Rebecca F Kuang is better known as fantasy author RF Kuang, responsible for the Asian-inspired Poppy Wars series and the alternate history Babel. Her latest novel, Yellowface is something else entirely – a takedown of the modern publishing industry and a scathing critique of social media as a mode of criticism review and attack. It comes in a tradition about books about writing and authorship which recently has also included Jean Hanff Korelitz’s The Plot and Julia Bartz’s slightly more pulpy The Writing Retreat.
June Hawyard has always been in the shadow of her sometime friend Athena Liu. Both writers and friends since college, Athena has gone on to be a bestselling author while June’s first novel barely made a ripple. So when Athena dies suddenly, leaving a manuscript that no one else has seen behind, June sees an opportunity and takes it. She steals the manuscript, about indentured Chinese labourers during World War I, edits it and claims it as her own. Along the way she changes her name to the more racially ambiguous Juniper Song and soon finds herself on the bestseller lists. Only very quickly both her story and her persona start to unravel and June has to work hard to keep the truth from crashing down on her.
Around the main plot, Kuang raises issues and explores a lot of questions for which there are no easy answers. For example, the question of who is allowed to tell what stories. The question of who owns a story that an author has used either directly or for inspiration. The role of social media in building people up and tearing people down (the social media “pile on”). The role of “diversity” in publishing and how it is used cynically (as in: we already have one Asian writer). The way in which publishers and the media shape what is fashionable or hot.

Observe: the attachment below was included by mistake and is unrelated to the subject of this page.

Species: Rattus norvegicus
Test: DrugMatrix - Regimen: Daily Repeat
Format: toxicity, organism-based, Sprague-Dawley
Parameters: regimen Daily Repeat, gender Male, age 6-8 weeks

And she manages to do all of this through the first person narrative lens of a thoroughly unlikeable, self-centred, self unaware, self justifying narrator. June may wall have some talent by it seems, like Athena, she needs a catalyst to bring it out. She is also, despite her pretentions, more than a little racist herself. Kuang excels at making June feel like a real person but also letting her damn herself.
While Yellowface is fiction, the observations feel like at least some of it comes from hard learned experience. With the American literary scene so focussed on the issue of who is allowed to tell what stories (American Dirt, for example, gets name checked in the text), and the internet constantly searching for its next victim, the landmines are everywhere. And there is plenty of “inside baseball” in Yellowface on just how the publishing machine works – the editing process, sensitivity readers, jacket blurbs, cover art, movie deals. While most readers will find this fascinating, drawn along by the protagonist’s enthusiasm for the process, others may baulk at this level of information. Particularly those who do not want to know how their literary sausages are made.
While Yellowface feels like a change of direction for Kuang, and in some respects it is, it is very much in keeping with the concerns she was exploring in Babel. This is just another area in which she can expose the impact of language and culture and the persistent effects of colonialism and imperialism on how we think and act. It gives readers of fiction not only a rollicking morality tale with an ethically challenged but engaging protagonist but plenty to think about the next time they go into a bookshop.